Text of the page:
The HillTube

Rep. Blackburn downplays party split over ‘fiscal cliff’ tax bill

Rep. Marsha Blackburn (R-Tenn.) on Wednesday downplayed divisions within the Republican Party over the "fiscal cliff" tax bill, which passed late on Tuesday night. 

"We had a very spirited debate" as a conference, she acknowledged on CNN's "Starting Point." 

ADVERTISEMENT
Only 85 House Republicans voted for the bill, which prevents a majority of expected tax hikes and delays the automatic spending cuts triggered by end-of-the-year "fiscal cliff" deadlines. 

The bill split the House GOP leadership, with Speaker John Boehner (R-Ohio) voting in support and Majority Leader Eric Cantor (R-Va.) and Majority Whip Kevin McCarthy (R-Calif.) voting no. Another key leader, Rep. Paul Ryan (R-Wis.), voted yes.

Many Republicans expressed dismay with the bill because it does not include significant spending cuts. According to the Congressional Budget Office, the deal will add $3.9 trillion to the deficit over the next decade.

But Blackburn described behind-the-scenes discussions as "healthy" and "respectful."  

"What the Speaker of the House, leadership did was let the House work its will," she said.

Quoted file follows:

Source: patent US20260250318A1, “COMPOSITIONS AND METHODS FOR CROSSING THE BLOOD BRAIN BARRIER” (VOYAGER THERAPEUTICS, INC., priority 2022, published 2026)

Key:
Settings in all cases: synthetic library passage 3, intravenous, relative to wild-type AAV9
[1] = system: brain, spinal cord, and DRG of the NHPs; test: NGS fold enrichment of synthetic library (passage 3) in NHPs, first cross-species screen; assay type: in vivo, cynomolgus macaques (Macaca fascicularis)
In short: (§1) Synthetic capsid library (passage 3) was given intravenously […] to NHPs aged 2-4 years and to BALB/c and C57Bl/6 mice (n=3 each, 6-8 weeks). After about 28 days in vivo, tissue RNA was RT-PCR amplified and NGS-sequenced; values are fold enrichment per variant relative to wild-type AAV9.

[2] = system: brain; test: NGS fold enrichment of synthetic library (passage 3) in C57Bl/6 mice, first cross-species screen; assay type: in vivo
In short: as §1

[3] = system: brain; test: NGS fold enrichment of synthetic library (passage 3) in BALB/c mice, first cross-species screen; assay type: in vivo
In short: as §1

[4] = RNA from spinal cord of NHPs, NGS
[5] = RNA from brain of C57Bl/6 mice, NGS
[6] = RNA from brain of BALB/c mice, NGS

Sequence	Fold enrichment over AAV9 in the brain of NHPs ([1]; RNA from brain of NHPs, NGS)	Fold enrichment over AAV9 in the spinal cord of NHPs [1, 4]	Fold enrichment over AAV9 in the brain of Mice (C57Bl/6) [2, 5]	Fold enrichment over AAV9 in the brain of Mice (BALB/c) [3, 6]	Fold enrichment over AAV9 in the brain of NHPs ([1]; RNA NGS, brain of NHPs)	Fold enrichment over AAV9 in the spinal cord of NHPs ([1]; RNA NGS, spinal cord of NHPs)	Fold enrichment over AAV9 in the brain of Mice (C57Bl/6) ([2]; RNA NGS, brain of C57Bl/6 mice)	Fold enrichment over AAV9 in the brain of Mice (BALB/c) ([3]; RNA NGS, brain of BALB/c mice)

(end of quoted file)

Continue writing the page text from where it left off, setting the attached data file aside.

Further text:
Following the vote, McCarthy had said the party leadership did not whip votes for the bill. "There were good reasons to vote for it and good reasons to vote against it," he said.

Previous attempts by House Republicans to resolve the "fiscal cliff" had failed, with legislation either dead on arrival in the Senate or, in the case of Boehner’s “Plan B” tax proposal last month, dropped after leaders could not win enough GOP support. 

The bill that passed on Tuesday night was the result of a deal brokered by Vice President Biden and Senate Minority Leader Mitch McConnell (R-Ky.) and passed by the Senate early on New Year’s Day.

The measure extends indefinitely the expiring George W. Bush-era tax rates on annual family income up to $450,000, and for individuals up to a $400,000 cutoff. It also lifts the top capital gains and dividends rates to 20 percent, extends unemployment benefits for a year, and delays for two months the automatic spending cuts triggered by the sequestering process. Democrats widely supported the legislation after a personal appeal by Biden.

The tax deal, though, has set up further spending battles, with across-the-board cuts now slated to take effect in March and the president pushing for a debt-limit hike by late February. 

Blackburn pledged that with January’s tax hikes avoided, deficit reduction would be the focus of every House negotiation in the future. 

Republican members decided "we are done with kicking this can down the road. This will happen no more. We grabbed that can. And that can is called spending cuts," she said. "We are going to have very spirited, very thoughtful debates on cutting what this government wants to spend."